Sometimes, I think the only thing I have in common with my dad is his name. I’m Ray Jr, but I’m not his oldest son. Dad hardly ever talked about his past and one of the secrets he kept was a previous marriage that produced two children. I don’t know much about my half-siblings, but I do know that my dad’s first son is an engineer (as I am) and is a runner (as I claim to be). Dad, though, was neither academically inclined nor given to much physical exercise.

Considering where he started, by the end of his life he had done pretty well for himself. When he was getting into trouble as a kid in Oklahoma, I don’t think he would have imagined living a relatively quiet suburban life on Long Island, with a devoted wife and four kids who turned out rather well. A twenty-year career in the Navy and the Air Force was followed by another twenty years at Grumman Aerospace as an aircraft inspector. I thought it was cool that he got to see F-14s up close. He never made a lot of money, but, except for a two-year layoff from Grumman, we never lacked for anything. When he died he had a credit card debt of about $500. That was it. No car payments. No house payments. I don’t know if I’ll ever be able to say that.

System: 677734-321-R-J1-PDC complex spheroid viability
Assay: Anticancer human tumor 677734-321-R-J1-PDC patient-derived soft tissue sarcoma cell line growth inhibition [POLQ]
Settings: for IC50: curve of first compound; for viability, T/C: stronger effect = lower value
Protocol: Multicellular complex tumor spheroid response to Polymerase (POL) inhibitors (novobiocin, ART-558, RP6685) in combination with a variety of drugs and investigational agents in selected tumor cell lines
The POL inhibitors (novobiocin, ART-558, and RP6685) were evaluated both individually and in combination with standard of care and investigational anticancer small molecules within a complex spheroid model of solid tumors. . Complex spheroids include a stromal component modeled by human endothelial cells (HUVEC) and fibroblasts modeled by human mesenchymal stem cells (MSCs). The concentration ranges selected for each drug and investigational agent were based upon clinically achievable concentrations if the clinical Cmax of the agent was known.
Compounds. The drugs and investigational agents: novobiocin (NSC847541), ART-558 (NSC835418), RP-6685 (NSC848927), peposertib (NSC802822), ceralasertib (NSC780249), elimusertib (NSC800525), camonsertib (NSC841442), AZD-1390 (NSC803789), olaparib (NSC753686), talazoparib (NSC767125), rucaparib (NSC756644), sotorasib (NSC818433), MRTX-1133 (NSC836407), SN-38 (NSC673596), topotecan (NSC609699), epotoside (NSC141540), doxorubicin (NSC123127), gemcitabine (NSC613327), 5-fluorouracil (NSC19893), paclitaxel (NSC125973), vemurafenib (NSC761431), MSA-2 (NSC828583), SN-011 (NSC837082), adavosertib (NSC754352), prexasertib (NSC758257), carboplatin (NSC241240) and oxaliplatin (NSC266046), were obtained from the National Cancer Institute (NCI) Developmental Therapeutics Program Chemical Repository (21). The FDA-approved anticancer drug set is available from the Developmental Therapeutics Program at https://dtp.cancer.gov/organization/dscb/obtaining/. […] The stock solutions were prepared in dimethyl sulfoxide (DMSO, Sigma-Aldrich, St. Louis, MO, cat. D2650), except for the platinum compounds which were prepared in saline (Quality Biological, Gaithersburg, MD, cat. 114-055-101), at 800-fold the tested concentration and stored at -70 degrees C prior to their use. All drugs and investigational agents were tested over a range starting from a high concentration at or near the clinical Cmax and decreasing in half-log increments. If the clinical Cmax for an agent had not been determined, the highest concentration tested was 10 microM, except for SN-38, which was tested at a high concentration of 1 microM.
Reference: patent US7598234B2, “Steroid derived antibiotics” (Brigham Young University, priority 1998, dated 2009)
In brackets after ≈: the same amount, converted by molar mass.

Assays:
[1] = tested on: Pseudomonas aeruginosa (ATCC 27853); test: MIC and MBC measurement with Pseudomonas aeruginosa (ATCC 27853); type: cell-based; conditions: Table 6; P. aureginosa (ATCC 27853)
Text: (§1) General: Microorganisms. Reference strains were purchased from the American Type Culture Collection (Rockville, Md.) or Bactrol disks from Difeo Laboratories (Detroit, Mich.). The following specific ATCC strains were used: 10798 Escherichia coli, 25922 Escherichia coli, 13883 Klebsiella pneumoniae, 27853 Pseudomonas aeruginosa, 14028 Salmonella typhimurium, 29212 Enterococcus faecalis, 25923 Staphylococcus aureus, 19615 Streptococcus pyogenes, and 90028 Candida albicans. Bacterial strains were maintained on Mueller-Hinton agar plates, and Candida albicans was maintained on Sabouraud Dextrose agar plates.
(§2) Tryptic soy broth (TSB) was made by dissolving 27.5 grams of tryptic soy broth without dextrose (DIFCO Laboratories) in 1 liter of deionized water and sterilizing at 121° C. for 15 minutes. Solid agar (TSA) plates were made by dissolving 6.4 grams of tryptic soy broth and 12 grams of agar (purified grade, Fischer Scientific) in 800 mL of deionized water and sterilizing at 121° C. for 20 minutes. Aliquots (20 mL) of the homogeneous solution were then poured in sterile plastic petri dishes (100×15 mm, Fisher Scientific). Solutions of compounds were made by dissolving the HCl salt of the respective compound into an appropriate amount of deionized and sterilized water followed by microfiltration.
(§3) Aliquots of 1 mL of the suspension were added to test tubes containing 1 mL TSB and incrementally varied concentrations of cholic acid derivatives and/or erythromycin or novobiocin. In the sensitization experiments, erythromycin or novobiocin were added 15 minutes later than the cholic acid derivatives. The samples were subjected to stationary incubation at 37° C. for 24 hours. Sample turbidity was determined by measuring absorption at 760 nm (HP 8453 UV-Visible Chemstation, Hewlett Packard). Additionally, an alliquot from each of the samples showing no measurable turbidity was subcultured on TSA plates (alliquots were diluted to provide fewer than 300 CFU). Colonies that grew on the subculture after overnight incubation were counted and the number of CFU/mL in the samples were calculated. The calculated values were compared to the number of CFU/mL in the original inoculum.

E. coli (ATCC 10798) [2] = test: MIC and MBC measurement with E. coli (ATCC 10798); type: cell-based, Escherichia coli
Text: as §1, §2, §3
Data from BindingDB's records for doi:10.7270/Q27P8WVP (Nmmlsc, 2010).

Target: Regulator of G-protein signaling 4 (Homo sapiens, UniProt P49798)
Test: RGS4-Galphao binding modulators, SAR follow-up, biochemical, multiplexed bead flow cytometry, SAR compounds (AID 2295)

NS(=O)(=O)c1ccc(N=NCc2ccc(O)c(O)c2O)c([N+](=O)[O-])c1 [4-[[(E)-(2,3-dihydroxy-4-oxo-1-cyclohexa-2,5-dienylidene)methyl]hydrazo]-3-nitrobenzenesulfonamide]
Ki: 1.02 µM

He retired from Grumman at sixty-two but he didn’t have long to enjoy retired life. Several months later, my mom was diagnosed with ovarian cancer. The next two years were spent dealing with the roller coaster of her illness, until she finally lost her battle in 1990. The following two years were probably the saddest of his life, as I imagine they would be for anyone who loses a spouse. His health declined and he began to drink even more. He started dating a woman, a relationship that I made sure he knew I disapproved of. To my shame, I judged him. I’ve always been somewhat of a moralist, finding fault in the way other people lived their lives while ignoring the plank in my own eye. The Christmas before he died was the first time I didn’t fly home to New York. I no longer felt comfortable around him and decided to stay in Texas. I didn’t call much, didn’t write. I seem to remember talking to him briefly a couple of weeks before my sister called me with the news. We probably didn’t say much to each other but I think we each managed to force out an “I love you.”